It said the bug automatically suggested that users make new posts public, even if they had previously restricted posts to "friends only" or another private setting. They'll see a message from Facebook urging users to "Please Review Your Posts" and a link to a list of what they shared on Facebook while the bug was active. That default was changed to public for the 14 million users, but if affected users noticed, they could have manually switched the setting themselves.
Introduced on May 18, the bug was first addressed on May 22, a fix that changed every affected post to private, even if the user had originally meant to post it publicly.
Facebook Chief Privacy Officer Erin Egan said in a statement that the issue is now resolved and users affected by the bug are being notified.
Facebook confirmed earlier this week that China-based Huawei - which has been banned by the USA military and is a lightning rod for cyberespionage concerns - was among device makers authorized to see user data in agreements that had been in place for years.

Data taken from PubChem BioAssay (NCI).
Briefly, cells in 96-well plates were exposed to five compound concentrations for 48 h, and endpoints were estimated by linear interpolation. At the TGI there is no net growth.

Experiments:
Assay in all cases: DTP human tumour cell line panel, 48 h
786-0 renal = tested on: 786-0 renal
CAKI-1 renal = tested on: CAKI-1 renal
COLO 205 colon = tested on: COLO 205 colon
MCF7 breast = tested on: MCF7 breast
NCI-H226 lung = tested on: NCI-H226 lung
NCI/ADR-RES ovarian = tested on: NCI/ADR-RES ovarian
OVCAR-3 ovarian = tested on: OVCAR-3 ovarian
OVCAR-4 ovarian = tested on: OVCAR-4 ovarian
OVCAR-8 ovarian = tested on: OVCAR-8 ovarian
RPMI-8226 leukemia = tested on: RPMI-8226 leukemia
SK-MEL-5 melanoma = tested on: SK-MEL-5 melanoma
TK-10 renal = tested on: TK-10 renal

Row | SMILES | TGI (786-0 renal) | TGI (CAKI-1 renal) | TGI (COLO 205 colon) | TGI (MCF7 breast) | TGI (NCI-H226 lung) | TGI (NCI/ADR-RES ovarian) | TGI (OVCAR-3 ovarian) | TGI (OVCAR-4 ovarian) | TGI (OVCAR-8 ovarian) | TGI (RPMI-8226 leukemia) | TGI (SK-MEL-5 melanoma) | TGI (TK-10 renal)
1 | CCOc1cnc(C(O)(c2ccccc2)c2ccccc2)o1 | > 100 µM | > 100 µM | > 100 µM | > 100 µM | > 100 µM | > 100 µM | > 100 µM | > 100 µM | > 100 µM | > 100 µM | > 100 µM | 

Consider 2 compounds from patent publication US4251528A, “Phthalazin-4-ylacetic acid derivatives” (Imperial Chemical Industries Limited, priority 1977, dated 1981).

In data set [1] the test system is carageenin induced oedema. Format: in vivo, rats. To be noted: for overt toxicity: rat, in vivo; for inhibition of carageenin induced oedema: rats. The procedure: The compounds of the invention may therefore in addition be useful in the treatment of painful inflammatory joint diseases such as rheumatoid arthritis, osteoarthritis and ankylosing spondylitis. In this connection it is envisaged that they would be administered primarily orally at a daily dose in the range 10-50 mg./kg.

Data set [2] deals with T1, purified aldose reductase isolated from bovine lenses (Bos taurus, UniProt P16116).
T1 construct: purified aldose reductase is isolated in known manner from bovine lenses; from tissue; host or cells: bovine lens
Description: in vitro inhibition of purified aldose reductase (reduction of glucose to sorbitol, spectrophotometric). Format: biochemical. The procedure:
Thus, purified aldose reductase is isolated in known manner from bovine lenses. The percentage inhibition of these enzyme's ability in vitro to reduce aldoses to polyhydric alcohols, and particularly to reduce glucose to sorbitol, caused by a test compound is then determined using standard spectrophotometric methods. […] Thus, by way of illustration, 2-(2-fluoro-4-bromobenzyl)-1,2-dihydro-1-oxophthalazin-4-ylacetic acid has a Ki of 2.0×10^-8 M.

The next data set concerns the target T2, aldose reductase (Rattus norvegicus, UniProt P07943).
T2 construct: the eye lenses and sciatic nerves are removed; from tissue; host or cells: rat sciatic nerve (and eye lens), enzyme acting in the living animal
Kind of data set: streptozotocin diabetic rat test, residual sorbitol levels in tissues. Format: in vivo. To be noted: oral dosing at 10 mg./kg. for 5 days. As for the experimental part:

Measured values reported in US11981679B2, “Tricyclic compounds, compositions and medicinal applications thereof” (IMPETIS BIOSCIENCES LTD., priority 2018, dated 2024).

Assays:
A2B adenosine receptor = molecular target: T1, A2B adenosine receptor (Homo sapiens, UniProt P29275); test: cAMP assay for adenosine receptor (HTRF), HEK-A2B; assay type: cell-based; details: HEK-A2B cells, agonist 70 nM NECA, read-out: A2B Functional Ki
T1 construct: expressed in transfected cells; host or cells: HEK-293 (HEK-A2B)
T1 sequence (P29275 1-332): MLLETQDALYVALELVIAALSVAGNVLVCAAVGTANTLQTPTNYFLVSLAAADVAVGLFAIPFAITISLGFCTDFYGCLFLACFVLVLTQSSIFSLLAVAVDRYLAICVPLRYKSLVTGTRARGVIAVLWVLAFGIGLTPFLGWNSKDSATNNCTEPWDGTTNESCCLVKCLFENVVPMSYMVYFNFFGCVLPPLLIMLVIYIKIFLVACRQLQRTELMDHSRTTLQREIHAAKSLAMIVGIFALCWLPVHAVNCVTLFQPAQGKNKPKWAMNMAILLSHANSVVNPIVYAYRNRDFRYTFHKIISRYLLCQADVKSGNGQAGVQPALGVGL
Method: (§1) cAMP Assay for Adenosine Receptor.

It could be. Jonathan Mayer, a professor of computer science and public affairs at Princeton University, wrote on Twitter that this gaffe "looks like a viable Federal Trade Commission (FTC)/state attorney general deception case". The social media giant says it stopped the error on May 22, but it was not able to change all the posts back to their original privacy restrictions until May 27.
In its most recent trouble, the company revealed it had been sharing data with partners in China, which happens to be the last country most privacy-conscious users would want to share data with.
When people post to Facebook, the service suggests a default distribution for their posts based on past privacy settings.
The cockup is thought to have stemmed from new features Facebook was testing to allow users to share "featured" items on their profile that are set to "public" viewability.
These items, which include posts and photo albums, are automatically public. In the meantime, you can take solace in the fact that this glitch only affected 0.007 percent of Facebook users - which is 14 million people.
This article has been corrected to clarify that the bug led some users to inadvertently post publicly regardless of their earlier settings.